Kent Davis’ book “Cambodian Dancers, Ancient & Modern” not only portrays the royal ballet shortly after dancers had captivated European audiences in the early 20th century, but also talks of a man, George Groslier, who played a key role in the safeguard of artifacts and traditional arts in Cambodia and about whom hardly anything has been written.
As Mr Davis explained in an interview, he started his 466-page work with the idea of reprinting for the first time Groslier’s book by that name on the Royal Palace classical dancers. It was to include the first English version of the text as well as the original French text, along with Groslier’s sketches found in the 30-copy edition released in Paris in 1913.
As he was getting ready to go to press, Mr Davis searched for a photo of Groslier to include in the work. To his surprise, this proved impossible: All he could locate was a blurred image of him, and researchers contacted had nothing on hand.
One person, however, put him in touch with the widow of Groslier’s son, who had no photo but suggested that he speak with Groslier’s daughter, Nicole Rae.
As it turned out, Ms Rae, who will be 93 in June, lives a 30-minute drive from Mr Davis’ home in the US.
When they met, Ms Rae put her photo chest and her mother’s journals at Mr Davis’ disposal. He decided on the spot to write the biography of Groslier, a painter who created and managed until his death in 1945 the National Museum and the Cambodian art school that would become the Royal University of Fine Arts, and include it in the book.
“So the book that I thought was almost done turned into not even being started,” Mr Davis said.
The work begins with Groslier’s book in English laid out with his beautiful black-and-white illustrations, and ends with his French text.
Fascinated by each dancer’s artistry, Groslier writes, “She is all the poetry, charm and enchantment of this people, their most distinctive work.”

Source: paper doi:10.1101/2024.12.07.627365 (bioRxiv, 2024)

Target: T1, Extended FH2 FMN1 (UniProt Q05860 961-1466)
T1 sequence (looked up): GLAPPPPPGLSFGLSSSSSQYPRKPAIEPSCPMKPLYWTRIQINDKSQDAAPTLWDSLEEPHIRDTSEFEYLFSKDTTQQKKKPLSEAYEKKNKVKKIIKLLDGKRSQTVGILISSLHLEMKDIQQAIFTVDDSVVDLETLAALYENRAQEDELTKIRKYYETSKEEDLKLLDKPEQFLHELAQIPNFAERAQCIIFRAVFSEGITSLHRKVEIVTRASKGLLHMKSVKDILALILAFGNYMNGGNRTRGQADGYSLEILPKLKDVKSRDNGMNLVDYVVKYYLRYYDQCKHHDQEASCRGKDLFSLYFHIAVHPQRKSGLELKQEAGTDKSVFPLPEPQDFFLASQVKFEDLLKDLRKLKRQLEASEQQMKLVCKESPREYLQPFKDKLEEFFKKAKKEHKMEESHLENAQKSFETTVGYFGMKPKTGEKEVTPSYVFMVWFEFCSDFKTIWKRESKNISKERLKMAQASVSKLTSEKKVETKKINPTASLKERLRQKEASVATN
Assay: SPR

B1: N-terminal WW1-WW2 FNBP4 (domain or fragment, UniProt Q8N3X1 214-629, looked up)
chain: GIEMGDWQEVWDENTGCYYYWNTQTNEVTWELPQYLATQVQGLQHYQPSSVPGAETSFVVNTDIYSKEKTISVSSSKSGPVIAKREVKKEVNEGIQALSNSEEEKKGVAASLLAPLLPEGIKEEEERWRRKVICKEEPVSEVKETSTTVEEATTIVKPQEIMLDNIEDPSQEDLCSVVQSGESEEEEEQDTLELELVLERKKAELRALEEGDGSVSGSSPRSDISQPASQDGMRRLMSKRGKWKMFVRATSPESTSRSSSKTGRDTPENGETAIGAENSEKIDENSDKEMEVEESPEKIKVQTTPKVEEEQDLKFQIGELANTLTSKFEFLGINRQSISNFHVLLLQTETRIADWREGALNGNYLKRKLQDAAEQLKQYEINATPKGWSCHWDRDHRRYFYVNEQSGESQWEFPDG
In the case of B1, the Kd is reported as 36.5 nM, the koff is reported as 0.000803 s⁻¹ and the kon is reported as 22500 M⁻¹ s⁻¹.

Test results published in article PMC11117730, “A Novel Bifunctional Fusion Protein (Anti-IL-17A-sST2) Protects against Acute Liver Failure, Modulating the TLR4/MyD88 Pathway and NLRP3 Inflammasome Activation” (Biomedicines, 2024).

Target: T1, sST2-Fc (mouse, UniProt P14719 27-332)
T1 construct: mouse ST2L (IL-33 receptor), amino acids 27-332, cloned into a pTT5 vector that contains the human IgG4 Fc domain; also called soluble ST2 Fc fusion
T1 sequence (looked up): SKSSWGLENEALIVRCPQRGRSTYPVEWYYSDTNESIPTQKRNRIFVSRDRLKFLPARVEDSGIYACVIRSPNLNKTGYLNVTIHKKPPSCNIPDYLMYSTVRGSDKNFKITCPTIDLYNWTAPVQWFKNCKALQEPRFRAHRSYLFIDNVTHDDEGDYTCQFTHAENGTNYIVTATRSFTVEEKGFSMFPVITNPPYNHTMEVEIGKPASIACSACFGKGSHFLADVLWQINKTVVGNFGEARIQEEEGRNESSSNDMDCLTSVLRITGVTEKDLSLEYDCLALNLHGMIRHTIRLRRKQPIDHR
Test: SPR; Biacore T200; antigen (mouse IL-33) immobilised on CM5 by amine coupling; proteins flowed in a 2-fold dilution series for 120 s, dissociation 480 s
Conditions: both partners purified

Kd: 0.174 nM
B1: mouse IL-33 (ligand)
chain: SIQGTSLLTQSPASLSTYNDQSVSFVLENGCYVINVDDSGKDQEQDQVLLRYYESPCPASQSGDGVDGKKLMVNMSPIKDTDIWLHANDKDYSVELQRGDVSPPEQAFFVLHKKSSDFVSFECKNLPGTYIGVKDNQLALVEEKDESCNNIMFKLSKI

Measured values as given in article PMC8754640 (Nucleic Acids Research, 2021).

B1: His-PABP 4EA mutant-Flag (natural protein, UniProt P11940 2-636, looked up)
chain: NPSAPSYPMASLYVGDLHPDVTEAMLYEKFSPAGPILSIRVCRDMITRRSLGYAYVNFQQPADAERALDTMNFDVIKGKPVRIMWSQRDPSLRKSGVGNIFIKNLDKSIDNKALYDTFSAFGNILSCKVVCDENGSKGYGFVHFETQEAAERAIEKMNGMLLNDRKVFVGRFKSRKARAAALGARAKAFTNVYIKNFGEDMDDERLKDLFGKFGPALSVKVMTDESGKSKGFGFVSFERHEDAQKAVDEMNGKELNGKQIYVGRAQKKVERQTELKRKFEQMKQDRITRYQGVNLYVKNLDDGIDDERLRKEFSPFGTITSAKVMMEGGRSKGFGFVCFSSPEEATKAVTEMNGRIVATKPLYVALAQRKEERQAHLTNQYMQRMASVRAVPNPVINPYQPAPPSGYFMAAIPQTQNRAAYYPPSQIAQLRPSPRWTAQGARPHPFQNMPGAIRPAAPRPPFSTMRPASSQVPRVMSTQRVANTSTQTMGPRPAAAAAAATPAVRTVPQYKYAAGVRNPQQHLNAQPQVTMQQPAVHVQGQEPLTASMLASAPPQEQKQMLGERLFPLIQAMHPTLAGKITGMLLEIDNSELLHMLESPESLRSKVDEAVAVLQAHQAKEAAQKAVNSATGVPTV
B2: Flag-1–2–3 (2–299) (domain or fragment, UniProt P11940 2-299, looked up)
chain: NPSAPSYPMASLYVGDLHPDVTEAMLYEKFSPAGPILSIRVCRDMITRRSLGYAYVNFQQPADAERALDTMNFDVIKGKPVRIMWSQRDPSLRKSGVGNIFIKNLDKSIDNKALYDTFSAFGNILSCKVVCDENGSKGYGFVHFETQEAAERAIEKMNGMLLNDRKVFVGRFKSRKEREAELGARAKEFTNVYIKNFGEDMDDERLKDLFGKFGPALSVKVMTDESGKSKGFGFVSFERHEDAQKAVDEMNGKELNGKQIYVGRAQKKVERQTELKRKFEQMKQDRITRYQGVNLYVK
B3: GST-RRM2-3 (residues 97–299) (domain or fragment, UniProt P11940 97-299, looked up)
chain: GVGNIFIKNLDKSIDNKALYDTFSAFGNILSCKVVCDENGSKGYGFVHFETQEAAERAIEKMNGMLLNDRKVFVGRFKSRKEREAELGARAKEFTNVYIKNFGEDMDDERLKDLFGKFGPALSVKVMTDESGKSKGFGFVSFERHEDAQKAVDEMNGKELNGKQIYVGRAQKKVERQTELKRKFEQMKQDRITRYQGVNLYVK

But Groslier goes further and describes the lives of those dancers who had arrived at the palace as children and were growing old in the service of the King. Written with a great deal of poetry, his account depicts dancers as people rather than simply presenting a study of Cambodian classical dance.
A 1914 book review by French researcher Henri Parmentier included in Mr Davis’ work would call Groslier’s writing “poetic but often uninstructive outpourings” and admonishes him for not having included scientific footnotes. Groslier was obviously writing for a general, rather than a scholarly, audience.
It should be noted that some Cambodian history background Groslier gives was based on the knowledge of the time, which would be revised in following decades.
Mr Davis’ absorbing biography of Groslier starts with a brief account of Mr Davis’ first visit to–and instant passion for–Angkor and his meeting with Ms Rae. Among other features are a list of Mr Groslier’s publications that ranged from articles on Cambodian traditional arts to novels and a 1913 story on the visit of King Sisowath and the royal ballet to France in 1906.
There also is a question-and-answer interview with former leading dancer Princess Buppha Devi. Regarding training, she talks of the dance school under her patronage in the Angkor park, a school created by the Nginn Karet Foundation and Ravynn Karet-Coxen, but makes no mention of the classical dance curriculum at the Secondary School of Fine Arts and the Royal University of Fine Arts that have trained the country’s best dancers and were under her authority when she was minister of culture.
Released by Mr Davis’ publishing house DatAsia and printed in Cambodia, this work that provides absorbing background about Groslier may soon come out in French. After all, Mr Davis says, he is part of French heritage too.